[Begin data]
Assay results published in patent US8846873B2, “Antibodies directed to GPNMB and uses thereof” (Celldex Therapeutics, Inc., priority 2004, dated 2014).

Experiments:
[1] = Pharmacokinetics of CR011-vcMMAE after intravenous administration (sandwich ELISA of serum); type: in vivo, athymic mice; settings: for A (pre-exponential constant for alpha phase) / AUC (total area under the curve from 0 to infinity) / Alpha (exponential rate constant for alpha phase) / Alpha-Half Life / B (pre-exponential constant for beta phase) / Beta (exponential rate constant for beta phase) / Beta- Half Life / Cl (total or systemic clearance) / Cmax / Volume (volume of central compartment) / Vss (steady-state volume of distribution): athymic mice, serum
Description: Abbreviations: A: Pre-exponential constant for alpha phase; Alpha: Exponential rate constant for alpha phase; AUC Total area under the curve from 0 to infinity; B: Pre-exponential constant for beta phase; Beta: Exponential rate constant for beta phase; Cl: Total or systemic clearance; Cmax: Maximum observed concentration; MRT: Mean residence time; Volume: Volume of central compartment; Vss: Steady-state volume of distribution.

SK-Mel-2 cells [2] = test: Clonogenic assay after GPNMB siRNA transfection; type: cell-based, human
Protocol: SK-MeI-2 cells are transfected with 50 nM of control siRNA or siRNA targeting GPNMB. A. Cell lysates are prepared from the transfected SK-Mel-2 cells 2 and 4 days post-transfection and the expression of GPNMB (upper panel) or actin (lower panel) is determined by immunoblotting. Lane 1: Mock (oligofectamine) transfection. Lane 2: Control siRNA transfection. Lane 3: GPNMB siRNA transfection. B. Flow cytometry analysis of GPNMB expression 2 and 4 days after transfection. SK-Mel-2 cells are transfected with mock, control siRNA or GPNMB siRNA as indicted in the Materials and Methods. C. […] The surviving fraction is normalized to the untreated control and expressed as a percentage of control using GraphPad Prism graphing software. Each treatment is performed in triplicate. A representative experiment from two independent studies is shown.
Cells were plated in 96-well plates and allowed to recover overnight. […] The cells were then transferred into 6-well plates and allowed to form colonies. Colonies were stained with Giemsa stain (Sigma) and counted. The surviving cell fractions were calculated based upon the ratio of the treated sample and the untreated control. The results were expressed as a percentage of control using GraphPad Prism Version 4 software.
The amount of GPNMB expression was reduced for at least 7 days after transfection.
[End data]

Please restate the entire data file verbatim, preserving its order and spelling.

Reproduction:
Assay results published in patent US8846873B2, “Antibodies directed to GPNMB and uses thereof” (Celldex Therapeutics, Inc., priority 2004, dated 2014).

Experiments:
[1] = Pharmacokinetics of CR011-vcMMAE after intravenous administration (sandwich ELISA of serum); type: in vivo, athymic mice; settings: for A (pre-exponential constant for alpha phase) / AUC (total area under the curve from 0 to infinity) / Alpha (exponential rate constant for alpha phase) / Alpha-Half Life / B (pre-exponential constant for beta phase) / Beta (exponential rate constant for beta phase) / Beta- Half Life / Cl (total or systemic clearance) / Cmax / Volume (volume of central compartment) / Vss (steady-state volume of distribution): athymic mice, serum
Description: Abbreviations: A: Pre-exponential constant for alpha phase; Alpha: Exponential rate constant for alpha phase; AUC Total area under the curve from 0 to infinity; B: Pre-exponential constant for beta phase; Beta: Exponential rate constant for beta phase; Cl: Total or systemic clearance; Cmax: Maximum observed concentration; MRT: Mean residence time; Volume: Volume of central compartment; Vss: Steady-state volume of distribution.

SK-Mel-2 cells [2] = test: Clonogenic assay after GPNMB siRNA transfection; type: cell-based, human
Protocol: SK-MeI-2 cells are transfected with 50 nM of control siRNA or siRNA targeting GPNMB. A. Cell lysates are prepared from the transfected SK-Mel-2 cells 2 and 4 days post-transfection and the expression of GPNMB (upper panel) or actin (lower panel) is determined by immunoblotting. Lane 1: Mock (oligofectamine) transfection. Lane 2: Control siRNA transfection. Lane 3: GPNMB siRNA transfection. B. Flow cytometry analysis of GPNMB expression 2 and 4 days after transfection. SK-Mel-2 cells are transfected with mock, control siRNA or GPNMB siRNA as indicted in the Materials and Methods. C. […] The surviving fraction is normalized to the untreated control and expressed as a percentage of control using GraphPad Prism graphing software. Each treatment is performed in triplicate. A representative experiment from two independent studies is shown.
Cells were plated in 96-well plates and allowed to recover overnight. […] The cells were then transferred into 6-well plates and allowed to form colonies. Colonies were stained with Giemsa stain (Sigma) and counted. The surviving cell fractions were calculated based upon the ratio of the treated sample and the untreated control. The results were expressed as a percentage of control using GraphPad Prism Version 4 software.
The amount of GPNMB expression was reduced for at least 7 days after transfection.